Appliance Efficiency Range

Value of Heat Realized, per GJ.

Woodchip [20] @ 30%MC(wb) & £35/tonne delivered

12.7 GJ/t.

£2.76

70 to 85%

£3.94 to £3.25

Woodlogs @ 20% MC(wb) & £50/tonne delivered

15 GJ/t.

£3.33

50 to 85%

£6.66 to £3.91

Pelletised Woodfuel @ £70/tonne [21]

19GJ/t.

£3.68

70 to 85%

£5.26 to £4.33

Anthracite Coal @ £184/tonne

27.2 GJ/t.

£6.76

60 to 85%

£11.27 to £7.96

Mains Gas @ £0.131/m3

39.5 MJ/m3

£3.32/GJ

60 to 90%

£5.53 to £3.69

L.P.Gas @ £248/tonne

46.3 GJ/t.

£5.36

60 to 90%

£8.93 to £5.95

Domestic Heating oil @ £0.19/litre

35.7 MJ/Lit.

£5.32/GJ

60 to 85%

£8.87 to £6.26

Appendix 2

Some Suppliers of Chip-fuelledEquipment

Type/Model & Range

Manufacturer or Agent (Contact No.)

VETO

Chip-Fired

20 - 150kW

Fuelwood Harvesting UK Tel: 01361 840251,

Fax; 01361 840248

Talbotts

Chip-Fired & Wood-waste

25 - 1000kW

Talbotts Heating UK

Tel; 01785 213366

Fax; 01785 56418

IWABO

Chip-Fired

40 - 400kW

Borgstroms Platindustri AB

Tel; 0046 278 50705 Sweden

Fax; 0046 27851573

KV

Chip-Fired

40 - 70kW

KV Varmeservice A/S Denmark

Tel; 0045 8694 3800

Fax; 0045 86943035

BRUKS

Chip-Fired Systems

100 - 5000kW

Söderhamn Eriksson Ltd
TEL: 00 44 (0)161 429 9437

REKA

Chip-Fired, Moving Grate

20 - 3500kW

Maskinfabikken REKA A/S

Tel; 0045 9862 4011 Denmark

Fax; 0045 98624071

FROLING

Chip & Integrated Log-Fired

20 - 320kW

Froling, Heizkessel-Und Behalterbau Ges.m.b.H. Tel; 00437248 606 Austria

Fax; 0043 724862387


Ecodyfi

LOCAL WOODFUEL INTERESTS QUESTIONNAIRE

The purpose of this questionnaire is to be better able to judge local woodfuel interests. Anyone can register. You do not necessarily have to be an existing user or producer of woodfuel. We would wish to hear from anyone, whatever their interests in woodfuel, especially from those who consider that they might have a woodfuel resource that could be utilised locally.

Your Name & Address:

Is your interest in woodlogs, woodchip or pellets? Please say whether you own woodlands, (area & approx. age).

Are you interested in partial heating with woodfuel (i.e. in combination with another fuel),

If you know it, please give an indication of the size of your heat loading, (kW or Btu)

Alternatively, describe the size of theproperty you wish to heat by woodfuel:

(detached/semi-detached; number of bedrooms/ground floor rooms, how many radiators do you now have, approx.floor area, )

Please describe your present heating system,(eg. gas. oil etc.). Give a brief description of the heating boiler, and if possible the make & model number, (eg. "LPG, Worcester Combi240").

If you presently burn woodfuel say whether logs or chips, and describe the appliance, (eg.Woodlogs; Charnwood 6kW.).

Can you make an assessment of how much woodfuel storage space you have/could have?

Thank you for your help. Please return this paper to Ecodyfi; Ty Bro Ddyfi, Y Plas, Machynlleth SY20 8ER.



[1] The Federal Ministry of Science & Research.

[2] Feedback from wood-burning equipment suppliers in Wales.

[3] A. B. Swebo Flis& Energi, Boden, Sweden, 1995.

[4] Forestry Research, Technical development Branch; Chart 2 of Technical Note 29/96, "WoodBurning Central Heating Systems" by D.H.Jones.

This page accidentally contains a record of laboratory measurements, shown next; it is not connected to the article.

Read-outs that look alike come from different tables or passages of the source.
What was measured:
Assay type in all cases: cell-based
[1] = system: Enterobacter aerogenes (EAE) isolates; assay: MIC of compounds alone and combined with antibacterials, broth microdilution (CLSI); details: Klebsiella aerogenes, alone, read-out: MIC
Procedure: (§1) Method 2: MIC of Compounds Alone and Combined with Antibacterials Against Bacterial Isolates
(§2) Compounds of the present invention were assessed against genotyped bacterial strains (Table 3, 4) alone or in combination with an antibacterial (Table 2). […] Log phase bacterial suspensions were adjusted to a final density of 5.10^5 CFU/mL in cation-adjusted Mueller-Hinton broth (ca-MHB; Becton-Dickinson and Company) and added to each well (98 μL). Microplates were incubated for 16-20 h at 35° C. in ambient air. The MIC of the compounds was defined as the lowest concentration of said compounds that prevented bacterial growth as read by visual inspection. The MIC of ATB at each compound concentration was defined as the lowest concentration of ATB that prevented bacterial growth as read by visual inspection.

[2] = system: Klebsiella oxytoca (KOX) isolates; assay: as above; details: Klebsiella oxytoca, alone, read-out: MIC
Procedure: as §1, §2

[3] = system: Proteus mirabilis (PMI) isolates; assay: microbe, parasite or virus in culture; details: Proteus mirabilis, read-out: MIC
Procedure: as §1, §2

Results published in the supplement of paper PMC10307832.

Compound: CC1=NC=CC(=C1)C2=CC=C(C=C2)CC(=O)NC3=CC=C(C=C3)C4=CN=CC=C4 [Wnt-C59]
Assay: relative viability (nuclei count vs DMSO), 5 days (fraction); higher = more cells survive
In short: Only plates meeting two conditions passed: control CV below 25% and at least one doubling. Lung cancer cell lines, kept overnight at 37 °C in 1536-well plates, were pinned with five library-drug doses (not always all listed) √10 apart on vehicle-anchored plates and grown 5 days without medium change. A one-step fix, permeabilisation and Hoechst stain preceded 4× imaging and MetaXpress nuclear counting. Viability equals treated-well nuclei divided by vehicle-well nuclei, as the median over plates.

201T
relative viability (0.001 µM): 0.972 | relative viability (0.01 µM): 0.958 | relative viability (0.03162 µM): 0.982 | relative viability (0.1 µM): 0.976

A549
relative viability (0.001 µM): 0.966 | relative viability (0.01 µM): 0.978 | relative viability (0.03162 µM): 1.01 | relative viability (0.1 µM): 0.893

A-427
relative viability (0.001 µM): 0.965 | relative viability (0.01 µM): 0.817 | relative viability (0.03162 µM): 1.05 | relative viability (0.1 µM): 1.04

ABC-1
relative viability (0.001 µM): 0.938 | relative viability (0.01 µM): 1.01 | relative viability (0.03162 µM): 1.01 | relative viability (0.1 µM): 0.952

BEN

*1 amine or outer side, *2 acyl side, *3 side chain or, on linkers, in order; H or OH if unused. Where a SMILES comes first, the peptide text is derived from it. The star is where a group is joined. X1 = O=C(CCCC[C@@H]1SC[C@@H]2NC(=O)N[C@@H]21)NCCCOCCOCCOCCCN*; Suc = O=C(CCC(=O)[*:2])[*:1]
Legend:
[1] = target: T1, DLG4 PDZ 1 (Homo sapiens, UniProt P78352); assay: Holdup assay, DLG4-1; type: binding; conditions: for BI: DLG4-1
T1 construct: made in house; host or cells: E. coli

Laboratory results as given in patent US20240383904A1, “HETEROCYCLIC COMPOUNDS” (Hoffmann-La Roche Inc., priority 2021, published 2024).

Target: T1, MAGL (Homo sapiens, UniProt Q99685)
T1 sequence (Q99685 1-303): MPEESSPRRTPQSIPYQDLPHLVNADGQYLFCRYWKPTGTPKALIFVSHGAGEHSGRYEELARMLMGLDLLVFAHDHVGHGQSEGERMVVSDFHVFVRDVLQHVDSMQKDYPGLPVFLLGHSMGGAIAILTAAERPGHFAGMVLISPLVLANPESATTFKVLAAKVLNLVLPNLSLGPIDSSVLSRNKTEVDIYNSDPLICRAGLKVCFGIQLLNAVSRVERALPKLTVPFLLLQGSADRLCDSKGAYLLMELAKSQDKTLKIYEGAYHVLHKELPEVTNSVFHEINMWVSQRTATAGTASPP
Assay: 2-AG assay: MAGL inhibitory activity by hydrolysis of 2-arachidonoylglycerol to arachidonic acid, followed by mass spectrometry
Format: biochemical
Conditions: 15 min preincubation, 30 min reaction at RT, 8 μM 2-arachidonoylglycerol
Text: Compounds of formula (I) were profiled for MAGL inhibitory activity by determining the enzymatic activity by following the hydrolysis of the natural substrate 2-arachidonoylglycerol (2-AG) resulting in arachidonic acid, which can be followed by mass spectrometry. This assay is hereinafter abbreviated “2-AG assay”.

[5] This standardised retail grading system has been produced by British Biogen. It will be periodically reviewed to ensure it continues to meet supplier and user needs and for harmonisation with forthcoming EU standards.

[6] This table is a summary of more comprehensive data published in Technical Note 9/98; by C Reynolds, ForestResearch, Technical Development Branch 1998, "Woodfuel Chipping; FieldTrials". TDB research into chip quality is ongoing and the above is a small part of current work.

[7] Equipment that is designed to operate on an alternative fossil fuel. Automatic switchover gives an appeal to certain lifestyles and confers 'green' credentials.

[8] If properly used, with doors closed and dry wood. Under 30% with doors open.

[9] If properly used these designs will extract and store large amounts of combustion heat, releasing it slowly over a long period afterwards.

[10] Thesestoves have a considerable aesthetic appeal, but soapstone or ceramic constructiongives a heavy weight.

[11] Where the fire gases rises and burns up through the new fuel, laid on top.

[12] A conclusion of Forestry Research Technical Note No. 34/98.

[13] Forestry Research Technical Note No. 14/97, (1997 data.).

[14] A 'standardhour' includes a factor of 1.446 for Rest and Other Work.

[15] H Pirinen,1998, Jysky Polytechnic, Finland.

[16] C Reynolds, Forestry Commission ResearchDivision, Technical Development Branch, Report No 9/98, "Woodfuelchipping; Field Trials".

[17] G R Drake-Brockman, Forestry Commission Research Division, Technical Development Branch, Report 9/96, "A desk study on the supply and use of wood fuel from newwoodlands".

[18] British Biogen,1999; "Heating with Wood".

[19] D. H. Jones, Forestry Commission Research Division, Technical Development Branch, Report 34/98, "Woodfuel production from small, undermanaged woodlands".

[20] Assumed to be from delimbed roundwood.

[ 21] Issue No. 22; Biomass Farmer and User; October 1999. Quoted at £65/tonne delivered to an UK port, (distribution charges would be added to this forconsumers).